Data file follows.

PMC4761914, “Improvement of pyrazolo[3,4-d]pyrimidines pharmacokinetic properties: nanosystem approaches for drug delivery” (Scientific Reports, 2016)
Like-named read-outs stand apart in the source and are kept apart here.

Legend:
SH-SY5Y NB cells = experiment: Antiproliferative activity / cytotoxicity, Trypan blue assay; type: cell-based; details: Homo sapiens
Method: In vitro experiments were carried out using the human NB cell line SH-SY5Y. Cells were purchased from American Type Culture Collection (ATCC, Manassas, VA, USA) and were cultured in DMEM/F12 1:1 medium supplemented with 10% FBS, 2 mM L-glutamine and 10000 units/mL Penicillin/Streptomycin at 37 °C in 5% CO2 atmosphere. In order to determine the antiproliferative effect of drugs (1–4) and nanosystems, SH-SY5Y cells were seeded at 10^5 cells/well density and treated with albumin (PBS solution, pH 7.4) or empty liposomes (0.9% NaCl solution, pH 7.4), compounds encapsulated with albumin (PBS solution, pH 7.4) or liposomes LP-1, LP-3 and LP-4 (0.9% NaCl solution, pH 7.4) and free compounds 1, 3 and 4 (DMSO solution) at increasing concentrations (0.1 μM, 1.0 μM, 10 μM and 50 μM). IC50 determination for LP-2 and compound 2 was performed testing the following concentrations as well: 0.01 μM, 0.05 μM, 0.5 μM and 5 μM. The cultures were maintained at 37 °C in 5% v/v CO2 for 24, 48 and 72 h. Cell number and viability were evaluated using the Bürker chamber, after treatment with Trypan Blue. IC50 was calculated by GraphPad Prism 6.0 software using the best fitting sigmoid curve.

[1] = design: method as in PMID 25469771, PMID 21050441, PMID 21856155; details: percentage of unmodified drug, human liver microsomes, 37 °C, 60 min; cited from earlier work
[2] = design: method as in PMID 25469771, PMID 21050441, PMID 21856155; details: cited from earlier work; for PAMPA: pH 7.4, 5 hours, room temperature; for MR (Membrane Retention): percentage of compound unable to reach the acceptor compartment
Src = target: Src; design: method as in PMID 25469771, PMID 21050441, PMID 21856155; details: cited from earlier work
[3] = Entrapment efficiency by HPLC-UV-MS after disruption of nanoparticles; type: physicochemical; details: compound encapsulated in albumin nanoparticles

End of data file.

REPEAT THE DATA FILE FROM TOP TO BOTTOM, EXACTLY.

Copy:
PMC4761914, “Improvement of pyrazolo[3,4-d]pyrimidines pharmacokinetic properties: nanosystem approaches for drug delivery” (Scientific Reports, 2016)
Like-named read-outs stand apart in the source and are kept apart here.

Legend:
SH-SY5Y NB cells = experiment: Antiproliferative activity / cytotoxicity, Trypan blue assay; type: cell-based; details: Homo sapiens
Method: In vitro experiments were carried out using the human NB cell line SH-SY5Y. Cells were purchased from American Type Culture Collection (ATCC, Manassas, VA, USA) and were cultured in DMEM/F12 1:1 medium supplemented with 10% FBS, 2 mM L-glutamine and 10000 units/mL Penicillin/Streptomycin at 37 °C in 5% CO2 atmosphere. In order to determine the antiproliferative effect of drugs (1–4) and nanosystems, SH-SY5Y cells were seeded at 10^5 cells/well density and treated with albumin (PBS solution, pH 7.4) or empty liposomes (0.9% NaCl solution, pH 7.4), compounds encapsulated with albumin (PBS solution, pH 7.4) or liposomes LP-1, LP-3 and LP-4 (0.9% NaCl solution, pH 7.4) and free compounds 1, 3 and 4 (DMSO solution) at increasing concentrations (0.1 μM, 1.0 μM, 10 μM and 50 μM). IC50 determination for LP-2 and compound 2 was performed testing the following concentrations as well: 0.01 μM, 0.05 μM, 0.5 μM and 5 μM. The cultures were maintained at 37 °C in 5% v/v CO2 for 24, 48 and 72 h. Cell number and viability were evaluated using the Bürker chamber, after treatment with Trypan Blue. IC50 was calculated by GraphPad Prism 6.0 software using the best fitting sigmoid curve.

[1] = design: method as in PMID 25469771, PMID 21050441, PMID 21856155; details: percentage of unmodified drug, human liver microsomes, 37 °C, 60 min; cited from earlier work
[2] = design: method as in PMID 25469771, PMID 21050441, PMID 21856155; details: cited from earlier work; for PAMPA: pH 7.4, 5 hours, room temperature; for MR (Membrane Retention): percentage of compound unable to reach the acceptor compartment
Src = target: Src; design: method as in PMID 25469771, PMID 21050441, PMID 21856155; details: cited from earlier work
[3] = Entrapment efficiency by HPLC-UV-MS after disruption of nanoparticles; type: physicochemical; details: compound encapsulated in albumin nanoparticles